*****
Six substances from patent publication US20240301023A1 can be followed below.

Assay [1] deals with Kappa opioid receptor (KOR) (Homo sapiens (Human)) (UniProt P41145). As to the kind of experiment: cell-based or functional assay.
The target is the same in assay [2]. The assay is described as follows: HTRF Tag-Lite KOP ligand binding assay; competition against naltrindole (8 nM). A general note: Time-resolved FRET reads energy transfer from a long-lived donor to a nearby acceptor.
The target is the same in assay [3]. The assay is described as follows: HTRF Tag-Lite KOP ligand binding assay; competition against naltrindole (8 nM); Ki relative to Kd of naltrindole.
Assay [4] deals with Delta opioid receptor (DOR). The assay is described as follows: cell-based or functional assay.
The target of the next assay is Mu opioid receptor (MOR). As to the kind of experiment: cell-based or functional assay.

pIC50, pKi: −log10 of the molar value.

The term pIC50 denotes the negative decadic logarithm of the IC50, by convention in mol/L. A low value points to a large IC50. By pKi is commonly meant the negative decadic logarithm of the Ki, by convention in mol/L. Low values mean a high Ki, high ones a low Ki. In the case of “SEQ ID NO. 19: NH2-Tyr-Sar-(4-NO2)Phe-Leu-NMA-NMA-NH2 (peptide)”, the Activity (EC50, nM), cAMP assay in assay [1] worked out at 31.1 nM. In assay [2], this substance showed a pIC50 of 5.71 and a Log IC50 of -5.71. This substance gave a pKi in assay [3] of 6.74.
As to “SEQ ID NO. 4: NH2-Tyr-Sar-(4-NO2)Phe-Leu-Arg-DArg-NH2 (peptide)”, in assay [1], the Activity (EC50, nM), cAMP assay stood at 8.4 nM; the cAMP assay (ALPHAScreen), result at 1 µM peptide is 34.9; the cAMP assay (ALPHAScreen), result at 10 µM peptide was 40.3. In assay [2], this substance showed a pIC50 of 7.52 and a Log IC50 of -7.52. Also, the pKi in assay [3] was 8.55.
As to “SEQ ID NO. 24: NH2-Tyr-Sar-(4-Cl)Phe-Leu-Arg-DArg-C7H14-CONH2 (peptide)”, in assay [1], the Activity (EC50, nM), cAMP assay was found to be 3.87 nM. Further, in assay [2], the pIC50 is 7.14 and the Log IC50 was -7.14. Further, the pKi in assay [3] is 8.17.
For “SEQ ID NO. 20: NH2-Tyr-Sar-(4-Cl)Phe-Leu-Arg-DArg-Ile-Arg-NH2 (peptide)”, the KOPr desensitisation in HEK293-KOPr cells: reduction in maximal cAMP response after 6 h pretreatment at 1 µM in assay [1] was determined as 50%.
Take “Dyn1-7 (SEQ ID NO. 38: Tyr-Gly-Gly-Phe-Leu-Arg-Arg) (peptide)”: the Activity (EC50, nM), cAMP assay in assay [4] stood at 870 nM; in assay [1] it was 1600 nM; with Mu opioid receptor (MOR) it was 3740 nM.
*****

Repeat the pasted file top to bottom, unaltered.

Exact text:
Six substances from patent publication US20240301023A1 can be followed below.

Assay [1] deals with Kappa opioid receptor (KOR) (Homo sapiens (Human)) (UniProt P41145). As to the kind of experiment: cell-based or functional assay.
The target is the same in assay [2]. The assay is described as follows: HTRF Tag-Lite KOP ligand binding assay; competition against naltrindole (8 nM). A general note: Time-resolved FRET reads energy transfer from a long-lived donor to a nearby acceptor.
The target is the same in assay [3]. The assay is described as follows: HTRF Tag-Lite KOP ligand binding assay; competition against naltrindole (8 nM); Ki relative to Kd of naltrindole.
Assay [4] deals with Delta opioid receptor (DOR). The assay is described as follows: cell-based or functional assay.
The target of the next assay is Mu opioid receptor (MOR). As to the kind of experiment: cell-based or functional assay.

pIC50, pKi: −log10 of the molar value.

The term pIC50 denotes the negative decadic logarithm of the IC50, by convention in mol/L. A low value points to a large IC50. By pKi is commonly meant the negative decadic logarithm of the Ki, by convention in mol/L. Low values mean a high Ki, high ones a low Ki. In the case of “SEQ ID NO. 19: NH2-Tyr-Sar-(4-NO2)Phe-Leu-NMA-NMA-NH2 (peptide)”, the Activity (EC50, nM), cAMP assay in assay [1] worked out at 31.1 nM. In assay [2], this substance showed a pIC50 of 5.71 and a Log IC50 of -5.71. This substance gave a pKi in assay [3] of 6.74.
As to “SEQ ID NO. 4: NH2-Tyr-Sar-(4-NO2)Phe-Leu-Arg-DArg-NH2 (peptide)”, in assay [1], the Activity (EC50, nM), cAMP assay stood at 8.4 nM; the cAMP assay (ALPHAScreen), result at 1 µM peptide is 34.9; the cAMP assay (ALPHAScreen), result at 10 µM peptide was 40.3. In assay [2], this substance showed a pIC50 of 7.52 and a Log IC50 of -7.52. Also, the pKi in assay [3] was 8.55.
As to “SEQ ID NO. 24: NH2-Tyr-Sar-(4-Cl)Phe-Leu-Arg-DArg-C7H14-CONH2 (peptide)”, in assay [1], the Activity (EC50, nM), cAMP assay was found to be 3.87 nM. Further, in assay [2], the pIC50 is 7.14 and the Log IC50 was -7.14. Further, the pKi in assay [3] is 8.17.
For “SEQ ID NO. 20: NH2-Tyr-Sar-(4-Cl)Phe-Leu-Arg-DArg-Ile-Arg-NH2 (peptide)”, the KOPr desensitisation in HEK293-KOPr cells: reduction in maximal cAMP response after 6 h pretreatment at 1 µM in assay [1] was determined as 50%.
Take “Dyn1-7 (SEQ ID NO. 38: Tyr-Gly-Gly-Phe-Leu-Arg-Arg) (peptide)”: the Activity (EC50, nM), cAMP assay in assay [4] stood at 870 nM; in assay [1] it was 1600 nM; with Mu opioid receptor (MOR) it was 3740 nM.